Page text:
Resolving Estate Property Issues in Idaho
For seven decades, the attorneys at the leading Idaho law firm of Racine Olson have helped clients of all types resolve their property matters. Often, this includes resolving uncertainty or disputes about real estate passed down through a family over time or that otherwise has an unclear ownership structure because of problems with wills, trusts, and estate matters.
Our team of top business, real estate, and trust and estate lawyers works together to assist our clients to meet their legal needs. We regularly meet with our clients to help them understand and analyze title ownership and trust, will, and estate issues for their property, and how past activity has affected the current ownership structure. Here are three specific things that you should know about clearing up estate property issues in Idaho.Property Problems due to Trust and Estates
When a person dies with property that is to be passed down, Idaho law provides for how that process occurs. Usually, this is through a court procedure, like probate, or through a recognized non-court procedure, such as prior creation of a trust. However, things don’t always get resolved cleanly. Problems in estates and trusts especially arise with real property, since it needs to show a clean line of ownership, often called the chain of title. If there are mistakes in documentation, or if passing of property isn’t finalized or duly accomplished, there can be problems or questions about who owns what.
Unfortunately, problems in the title to real estate don’t vanish. We have seen cases where these problems are hidden for years or even decades. They tend to come up when someone eventually wants to sell the property, use it as collateral for a loan, or assert property rights that conflict with the ideas of other extended family members about who has ownership.
These issues can arise with any type of property, but are especially prevalent for cabins, vacation land, homes, ranches, and farms that are owned jointly by extended family members. If recognized and addressed quickly, they can often be taken care of easily, but if decades have passed since the problems occur, resolution can be much more complex.Resolving Trust and Estate Property Questions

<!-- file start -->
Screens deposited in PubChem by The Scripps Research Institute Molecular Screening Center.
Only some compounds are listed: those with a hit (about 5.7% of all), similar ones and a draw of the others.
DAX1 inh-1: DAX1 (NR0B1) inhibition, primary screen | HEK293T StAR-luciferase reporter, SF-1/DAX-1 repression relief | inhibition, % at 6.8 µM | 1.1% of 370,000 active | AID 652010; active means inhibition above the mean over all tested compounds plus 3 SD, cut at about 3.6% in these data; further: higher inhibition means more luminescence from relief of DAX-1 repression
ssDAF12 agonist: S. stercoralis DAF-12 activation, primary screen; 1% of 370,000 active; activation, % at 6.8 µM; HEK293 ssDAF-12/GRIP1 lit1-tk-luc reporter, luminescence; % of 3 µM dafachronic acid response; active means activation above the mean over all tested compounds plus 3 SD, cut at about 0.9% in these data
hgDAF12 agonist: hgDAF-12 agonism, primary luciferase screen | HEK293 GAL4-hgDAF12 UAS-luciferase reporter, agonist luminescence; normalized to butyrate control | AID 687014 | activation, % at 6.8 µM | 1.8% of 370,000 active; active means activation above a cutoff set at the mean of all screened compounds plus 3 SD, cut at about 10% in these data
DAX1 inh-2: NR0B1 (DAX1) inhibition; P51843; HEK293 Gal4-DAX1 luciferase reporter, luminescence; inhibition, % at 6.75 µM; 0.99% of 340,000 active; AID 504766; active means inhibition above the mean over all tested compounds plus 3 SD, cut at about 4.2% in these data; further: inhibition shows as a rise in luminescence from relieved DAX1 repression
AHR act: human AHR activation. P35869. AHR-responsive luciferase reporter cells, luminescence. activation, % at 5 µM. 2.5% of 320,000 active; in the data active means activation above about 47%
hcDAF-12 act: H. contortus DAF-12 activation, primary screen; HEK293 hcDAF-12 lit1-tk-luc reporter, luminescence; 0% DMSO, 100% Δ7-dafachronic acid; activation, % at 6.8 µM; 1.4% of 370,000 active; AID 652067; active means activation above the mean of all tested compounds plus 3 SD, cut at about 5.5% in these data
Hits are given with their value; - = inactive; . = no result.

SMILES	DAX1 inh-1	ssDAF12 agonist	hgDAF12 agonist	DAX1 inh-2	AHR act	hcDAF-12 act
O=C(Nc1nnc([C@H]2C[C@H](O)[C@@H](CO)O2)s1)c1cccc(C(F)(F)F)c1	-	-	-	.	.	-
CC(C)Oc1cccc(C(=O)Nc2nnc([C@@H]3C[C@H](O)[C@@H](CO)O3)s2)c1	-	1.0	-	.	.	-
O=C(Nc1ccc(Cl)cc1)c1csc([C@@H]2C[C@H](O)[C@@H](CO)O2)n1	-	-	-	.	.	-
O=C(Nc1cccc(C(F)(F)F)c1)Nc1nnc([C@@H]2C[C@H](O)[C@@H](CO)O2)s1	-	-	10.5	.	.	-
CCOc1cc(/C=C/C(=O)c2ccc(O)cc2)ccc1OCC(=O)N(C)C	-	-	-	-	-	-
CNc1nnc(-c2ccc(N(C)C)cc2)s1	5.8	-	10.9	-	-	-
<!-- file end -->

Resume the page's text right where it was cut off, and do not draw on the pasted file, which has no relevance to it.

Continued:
The baseline resolution procedure, for disputes arising out of trusts and estates, is judicial. This means that someone asks a court to resolve the question – i.e., they file a lawsuit. Idaho courts have broad powers to rule on ownership of property arising out of trust and estate problems (I.C. 15-8-102). The Idaho Code sets forth the basic procedures for this type of litigation, which generally follows accepted litigation methods and follow the rules of civil procedure (I.C. 15-8-201 et seq).
Sometimes litigation is the only way to resolve these types of issues, but there are other options. In particular, Idaho law specifies how trust and estate issues can be resolved outside of court if the different parties can all come to an agreement. The applicable Idaho law is the Trust and Estate Dispute Resolution Act, TEDRA, found at Idaho Code Section 15, Chapter 8.TEDRA Agreements
To accomplish a nonjudicial resolution under TEDRA, all of the “parties interested in the estate or trust” matter must enter into a written agreement, which must be signed by all parties. The document must identify the subject matter of the dispute, the parties involved, and may address other issues regarding legal procedure, like jurisdiction and governing law (I.C. 15-8-301 to 302), and it should specify what agreement has been reached. The document may be filed with and approved by a court, and if done so it is “deemed approved by the court and is equivalent to a final court order binding on all persons interested in the estate or trust.” Even if not filed with a court, the written agreement is binding and conclusive on the interested persons (I.C. 15-8-303).
In practice, the agreement is normally similar in format to a contract: it sets forth the parties, usually has substantial recitals reviewing the background, facts, history, and purposes for which the document is created, and then sets forth the agreement of the parties as respecting the assets and disputes involved.
An agreement like this can help resolve a dispute, but it can also be used to get a title insurance policy when property is sold or may allow a lender to issue a loan for the property. When the agreement is primarily created for the benefit of a third party (like a title company or lender), the parties should carefully communicate ahead of time so that the specific requirements of the third party are met. Often, for example, a title company may have detailed needs to meet its obligations as an insurer, or a lender may have to ensure that its collateral meets certain parameters. Each situation will differ depending on the facts, circumstances, parties, and transaction details, so close attention to statutory and party-specific needs should be paid.Enlist an Idaho Property and Estate Attorney to Help You
Our team of Idaho lawyers can help you with any of your property and estate resolution needs. We are available to discuss your options and answer your questions at an initial consultation. Call us toll free at 877.232.6101 or 208.232.6101 for a consultation, or stop by our office at 201 East Center Street, Pocatello, Idaho 83201. We will answer your questions and help you solve your Idaho estate and property problems.